¶ Matins: Is there such a thing as good luck? Ayn Rand’s fans are certain that there is not: hard work is everything. Jonathan Chait assesses the Rand legacy in light of this conviction, at The New Republic. (via The Morning News)
¶ Vespers: John Curran, author of Agatha Christie’s Secret Notebooks, lists then top ten titles in her ouevre. How many have you read? (Film adaptations don’t count!) (via Campaign for the American Reader)
You’ve got to wonder when Apple is going to change the name of the iPhone. The phone part of the device increasingly seems like an afterthought, not the main attraction. The main benefit of the device is that it does everything. How do you choose a name for the device that has everything? Hell if I know.
Rand’s most enduring accomplishment was to infuse laissez-faire economics with the sort of moralistic passion that had once been found only on the left. Prior to Rand’s time, two theories undergirded economic conservatism. The first was Social Darwinism, the notion that the advancement of the human race, like other natural species, relied on the propagation of successful traits from one generation to the next, and that the free market served as the equivalent of natural selection, in which government interference would retard progress. The second was neoclassical economics, which, in its most simplistic form, described the marketplace as a perfectly self-correcting instrument. These two theories had in common a practical quality. They described a laissez-faire system that worked to the benefit of all, and warned that intervention would bring harmful consequences. But Rand, by contrast, argued for laissez-faire capitalism as an ethical system. She did believe that the rich pulled forward society for the benefit of one and all, but beyond that, she portrayed the act of taxing the rich to aid the poor as a moral offense.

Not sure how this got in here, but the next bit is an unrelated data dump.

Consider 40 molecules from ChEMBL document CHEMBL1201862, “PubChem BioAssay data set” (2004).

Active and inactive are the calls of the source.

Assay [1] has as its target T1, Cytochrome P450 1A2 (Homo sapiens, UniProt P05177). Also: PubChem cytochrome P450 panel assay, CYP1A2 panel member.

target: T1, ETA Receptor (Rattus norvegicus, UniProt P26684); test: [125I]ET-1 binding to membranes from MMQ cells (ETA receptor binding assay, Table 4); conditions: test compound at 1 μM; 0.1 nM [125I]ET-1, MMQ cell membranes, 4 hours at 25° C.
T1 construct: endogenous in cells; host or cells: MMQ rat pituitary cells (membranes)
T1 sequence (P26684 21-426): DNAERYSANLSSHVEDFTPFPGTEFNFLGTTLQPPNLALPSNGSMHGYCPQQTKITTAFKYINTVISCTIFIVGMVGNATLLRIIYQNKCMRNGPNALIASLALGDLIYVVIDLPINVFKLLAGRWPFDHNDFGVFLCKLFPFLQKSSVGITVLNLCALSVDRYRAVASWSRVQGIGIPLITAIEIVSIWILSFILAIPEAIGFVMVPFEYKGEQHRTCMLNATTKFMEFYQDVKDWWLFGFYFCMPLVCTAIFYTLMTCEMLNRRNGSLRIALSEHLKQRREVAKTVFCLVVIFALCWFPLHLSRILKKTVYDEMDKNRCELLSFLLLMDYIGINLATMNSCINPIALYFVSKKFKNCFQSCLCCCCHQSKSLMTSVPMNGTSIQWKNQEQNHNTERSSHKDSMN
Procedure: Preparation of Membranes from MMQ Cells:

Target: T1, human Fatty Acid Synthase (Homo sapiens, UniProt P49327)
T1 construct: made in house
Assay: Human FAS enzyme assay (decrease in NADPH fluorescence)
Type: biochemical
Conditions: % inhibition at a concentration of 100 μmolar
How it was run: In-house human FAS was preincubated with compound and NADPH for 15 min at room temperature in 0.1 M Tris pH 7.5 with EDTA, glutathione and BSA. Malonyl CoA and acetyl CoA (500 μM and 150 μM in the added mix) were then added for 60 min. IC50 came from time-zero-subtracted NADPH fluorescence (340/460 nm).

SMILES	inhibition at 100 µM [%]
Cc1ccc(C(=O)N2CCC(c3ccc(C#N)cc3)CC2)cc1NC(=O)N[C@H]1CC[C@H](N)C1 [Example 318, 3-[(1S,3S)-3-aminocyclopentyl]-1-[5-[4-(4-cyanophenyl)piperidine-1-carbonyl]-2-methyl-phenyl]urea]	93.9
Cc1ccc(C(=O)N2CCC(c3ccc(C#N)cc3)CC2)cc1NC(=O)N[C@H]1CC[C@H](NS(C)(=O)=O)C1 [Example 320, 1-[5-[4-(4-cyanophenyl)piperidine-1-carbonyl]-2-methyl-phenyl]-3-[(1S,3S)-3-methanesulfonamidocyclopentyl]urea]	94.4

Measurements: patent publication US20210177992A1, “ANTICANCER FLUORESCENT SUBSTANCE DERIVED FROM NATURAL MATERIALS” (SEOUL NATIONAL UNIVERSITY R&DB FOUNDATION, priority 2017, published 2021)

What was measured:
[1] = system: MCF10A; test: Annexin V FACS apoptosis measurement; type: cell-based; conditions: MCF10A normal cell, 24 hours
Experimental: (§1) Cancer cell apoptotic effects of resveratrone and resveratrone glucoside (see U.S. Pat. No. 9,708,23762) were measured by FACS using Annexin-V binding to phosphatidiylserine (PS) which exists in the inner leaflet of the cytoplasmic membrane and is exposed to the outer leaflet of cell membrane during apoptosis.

Countless conservatives and libertarians have adopted this premise as an ideological foundation for the promotion of their own interests. They may believe the consequentialist arguments against redistribution–that Bill Clinton’s move to render the tax code slightly more progressive would induce economic calamity, or that George W. Bush’s making the tax code somewhat less progressive would usher in a boom; but the utter failure of those predictions to come to pass provoked no re-thinking whatever on the economic right. For it harbored a deeper belief in the immorality of redistribution, a righteous sense that the federal tax code and budget represent a form of organized looting aimed at society’s most virtuous–and this sense, which remains unshakeable, was owed in good measure to Ayn Rand.
— rests on an ethics of causation.